Author Affiliations: Department of Neurology, Royal Melbourne Hospital and Department of Medicine, University of Melbourne, Victoria, Australia.
We thank Sethi for his interest in our article reporting the results of the KONQUEST (Keppra vs Older AEDs evaluating Neuropsychiatric, Neurocognitive and QUality of life outcomes in treatment of Epilepsy as Substitution monoTherapy) study.1 We acknowledge that drug absorption may vary between brand name antiepileptic drugs (AEDs) and their generic counterparts. In the KONQUEST study, all patients were randomized to treatment with brand name AEDs (ie, Keppra [levetiracetam], Tegretol CR [controlled-release carbamazepine], or Epilim [enteric-coated valproate]), so this should not have been a factor influencing the results of this study. We agree that the study findings raise doubts about whether newer AEDs, which are more expensive, result in overall better outcomes for patients than older generation AEDs.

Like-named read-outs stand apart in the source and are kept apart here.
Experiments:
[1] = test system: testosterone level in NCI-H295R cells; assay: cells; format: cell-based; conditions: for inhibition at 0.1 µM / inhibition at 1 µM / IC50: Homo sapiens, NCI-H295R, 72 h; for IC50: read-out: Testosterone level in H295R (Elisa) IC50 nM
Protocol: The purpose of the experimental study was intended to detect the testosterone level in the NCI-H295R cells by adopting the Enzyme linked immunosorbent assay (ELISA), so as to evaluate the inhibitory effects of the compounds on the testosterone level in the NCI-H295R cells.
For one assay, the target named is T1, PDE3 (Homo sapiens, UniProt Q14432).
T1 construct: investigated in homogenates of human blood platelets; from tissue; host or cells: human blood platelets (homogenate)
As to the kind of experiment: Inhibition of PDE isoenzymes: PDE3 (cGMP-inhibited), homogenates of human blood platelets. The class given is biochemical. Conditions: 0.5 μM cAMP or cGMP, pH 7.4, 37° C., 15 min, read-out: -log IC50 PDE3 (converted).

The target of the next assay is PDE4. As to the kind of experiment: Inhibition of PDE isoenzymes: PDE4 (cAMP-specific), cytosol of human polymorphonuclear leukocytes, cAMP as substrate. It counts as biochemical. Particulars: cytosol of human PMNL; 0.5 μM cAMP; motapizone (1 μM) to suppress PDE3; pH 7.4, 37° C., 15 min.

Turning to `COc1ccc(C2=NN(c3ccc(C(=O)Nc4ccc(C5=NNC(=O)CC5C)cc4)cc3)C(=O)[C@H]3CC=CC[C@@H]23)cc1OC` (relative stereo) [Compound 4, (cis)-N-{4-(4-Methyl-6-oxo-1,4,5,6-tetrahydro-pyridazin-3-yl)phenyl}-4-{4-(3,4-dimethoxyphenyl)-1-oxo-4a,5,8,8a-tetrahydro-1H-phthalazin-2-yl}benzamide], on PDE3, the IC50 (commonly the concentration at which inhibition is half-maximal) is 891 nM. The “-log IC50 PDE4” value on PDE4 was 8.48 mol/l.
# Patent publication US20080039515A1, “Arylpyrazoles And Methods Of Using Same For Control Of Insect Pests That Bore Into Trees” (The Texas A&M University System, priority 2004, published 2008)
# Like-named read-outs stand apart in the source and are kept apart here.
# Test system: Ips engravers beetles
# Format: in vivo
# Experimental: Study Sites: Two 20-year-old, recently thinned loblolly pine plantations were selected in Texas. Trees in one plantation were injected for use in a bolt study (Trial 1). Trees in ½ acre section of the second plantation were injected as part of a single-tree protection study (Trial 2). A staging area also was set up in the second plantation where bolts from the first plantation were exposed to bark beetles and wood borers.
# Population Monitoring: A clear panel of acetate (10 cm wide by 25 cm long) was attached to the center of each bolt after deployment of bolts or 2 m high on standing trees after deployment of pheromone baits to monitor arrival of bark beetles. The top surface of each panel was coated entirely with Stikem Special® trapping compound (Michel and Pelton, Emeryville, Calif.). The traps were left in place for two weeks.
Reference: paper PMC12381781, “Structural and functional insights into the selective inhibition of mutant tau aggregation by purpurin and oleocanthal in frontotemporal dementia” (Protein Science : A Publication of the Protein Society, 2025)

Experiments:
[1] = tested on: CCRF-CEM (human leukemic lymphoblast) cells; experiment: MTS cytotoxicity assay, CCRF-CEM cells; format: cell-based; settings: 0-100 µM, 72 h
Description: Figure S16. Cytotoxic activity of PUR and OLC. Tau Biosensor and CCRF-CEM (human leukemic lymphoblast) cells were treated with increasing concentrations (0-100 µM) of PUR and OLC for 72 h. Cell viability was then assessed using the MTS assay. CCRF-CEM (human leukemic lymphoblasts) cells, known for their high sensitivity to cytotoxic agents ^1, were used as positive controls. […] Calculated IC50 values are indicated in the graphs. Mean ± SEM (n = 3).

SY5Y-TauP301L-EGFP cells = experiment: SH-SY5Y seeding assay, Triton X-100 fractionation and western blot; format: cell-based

O’Brien TJ, Hakami T, Todaro M. Older vs Newer Antiepileptic Drugs: Is Old Still Gold?—Reply. JAMA Neurol. 2013;70(5):656-657. doi:10.1001/jamaneurol.2013.214